The researchers assessed the ability of an enhanced interferon (IFN) to maintain an IFN concentration sufficient to suppress viral replication.
The enhanced molecule was produced by the covalent attachment of a branched 40-kd polyethylene glycol (PEG) moiety to IFN alpha-2a. This molecule exhibits sustained absorption, a restricted volume of distribution, and reduced clearance compared with unmodified IFN alpha-2a.
The team enrolled 159 patients with chronic hepatitis C in the randomized, ascending-dose (45, 90, 180, or 270µg) study. PEG IFN alpha-2a administered once weekly was compared with 3 MIU IFN alpha-2a administered 3 times weekly for 48 weeks.
Measurement of hepatitis C virus RNA following a 24-week treatment-free period was used to assess efficacy.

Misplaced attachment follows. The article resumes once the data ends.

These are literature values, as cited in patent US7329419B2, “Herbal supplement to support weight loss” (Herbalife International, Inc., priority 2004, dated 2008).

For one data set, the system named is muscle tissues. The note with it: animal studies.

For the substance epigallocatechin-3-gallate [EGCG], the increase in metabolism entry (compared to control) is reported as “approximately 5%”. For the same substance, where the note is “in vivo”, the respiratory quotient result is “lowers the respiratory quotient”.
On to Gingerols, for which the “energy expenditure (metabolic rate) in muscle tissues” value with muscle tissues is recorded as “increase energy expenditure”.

The findings of the trial were reported in February's issue of Hepatology.
|Sustained virological responses for PEG IFN alpha-2a:|
Response for IFN alpha-2a: 3%
Sustained virological responses for PEG IFN alpha-2a once weekly were 10% (45 µg), 30% (90 µg), 36% (180 µg), and 29% (270 µg), compared with 3% for the 3-times-weekly 3-MIU IFN alpha-2a regimen.
The types and frequencies of adverse events and laboratory abnormalities were similar among all groups.
Researcher K. Rajender Reddy of Miami, Florida concluded, "Once-weekly PEG IFN alpha-2a was associated with a higher number of sustained virological responses compared with IFN alpha-2a 3 times weekly in patients with chronic hepatitis C, but had a similar safety profile.
"180-µg PEG IFN alpha-2a appeared to be the optimal dose based on sustained virological response and its associated side-effect profile."